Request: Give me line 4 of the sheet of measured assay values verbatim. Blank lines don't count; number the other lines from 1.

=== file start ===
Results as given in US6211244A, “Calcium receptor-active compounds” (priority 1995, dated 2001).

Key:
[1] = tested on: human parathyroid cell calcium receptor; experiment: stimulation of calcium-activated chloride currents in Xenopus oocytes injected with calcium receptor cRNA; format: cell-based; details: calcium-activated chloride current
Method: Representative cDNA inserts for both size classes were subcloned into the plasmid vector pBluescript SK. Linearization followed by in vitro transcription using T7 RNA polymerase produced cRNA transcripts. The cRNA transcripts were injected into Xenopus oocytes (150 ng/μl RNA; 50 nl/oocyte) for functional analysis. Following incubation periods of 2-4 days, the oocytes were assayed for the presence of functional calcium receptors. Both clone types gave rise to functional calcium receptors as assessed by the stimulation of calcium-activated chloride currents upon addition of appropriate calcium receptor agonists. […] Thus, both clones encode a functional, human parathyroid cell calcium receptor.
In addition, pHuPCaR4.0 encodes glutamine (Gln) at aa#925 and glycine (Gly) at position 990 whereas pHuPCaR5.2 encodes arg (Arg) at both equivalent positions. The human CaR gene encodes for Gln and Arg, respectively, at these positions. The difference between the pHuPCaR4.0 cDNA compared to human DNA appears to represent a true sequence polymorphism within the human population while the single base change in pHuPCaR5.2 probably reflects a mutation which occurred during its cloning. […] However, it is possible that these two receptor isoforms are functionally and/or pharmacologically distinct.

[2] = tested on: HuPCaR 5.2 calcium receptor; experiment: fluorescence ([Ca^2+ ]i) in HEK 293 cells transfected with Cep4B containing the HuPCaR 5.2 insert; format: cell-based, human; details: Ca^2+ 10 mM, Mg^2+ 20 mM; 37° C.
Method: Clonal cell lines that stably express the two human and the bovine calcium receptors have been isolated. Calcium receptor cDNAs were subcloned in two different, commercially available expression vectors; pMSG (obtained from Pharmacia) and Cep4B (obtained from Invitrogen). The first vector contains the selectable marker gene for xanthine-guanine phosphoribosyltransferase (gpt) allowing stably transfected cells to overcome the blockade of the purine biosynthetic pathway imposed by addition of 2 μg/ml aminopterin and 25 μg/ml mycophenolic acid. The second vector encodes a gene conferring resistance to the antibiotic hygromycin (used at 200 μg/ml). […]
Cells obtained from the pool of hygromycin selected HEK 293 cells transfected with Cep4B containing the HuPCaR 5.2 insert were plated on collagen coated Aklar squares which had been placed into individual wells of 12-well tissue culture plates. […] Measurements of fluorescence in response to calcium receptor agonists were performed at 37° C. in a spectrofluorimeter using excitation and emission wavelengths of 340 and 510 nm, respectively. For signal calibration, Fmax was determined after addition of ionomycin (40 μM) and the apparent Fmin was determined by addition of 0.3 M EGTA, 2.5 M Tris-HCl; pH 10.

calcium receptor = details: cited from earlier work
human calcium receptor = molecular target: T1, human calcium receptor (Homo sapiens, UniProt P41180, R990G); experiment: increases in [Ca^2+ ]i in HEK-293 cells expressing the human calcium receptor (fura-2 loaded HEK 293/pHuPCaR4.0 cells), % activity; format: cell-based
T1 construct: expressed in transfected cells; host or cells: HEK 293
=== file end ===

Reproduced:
Method: Representative cDNA inserts for both size classes were subcloned into the plasmid vector pBluescript SK. Linearization followed by in vitro transcription using T7 RNA polymerase produced cRNA transcripts. The cRNA transcripts were injected into Xenopus oocytes (150 ng/μl RNA; 50 nl/oocyte) for functional analysis. Following incubation periods of 2-4 days, the oocytes were assayed for the presence of functional calcium receptors. Both clone types gave rise to functional calcium receptors as assessed by the stimulation of calcium-activated chloride currents upon addition of appropriate calcium receptor agonists. […] Thus, both clones encode a functional, human parathyroid cell calcium receptor.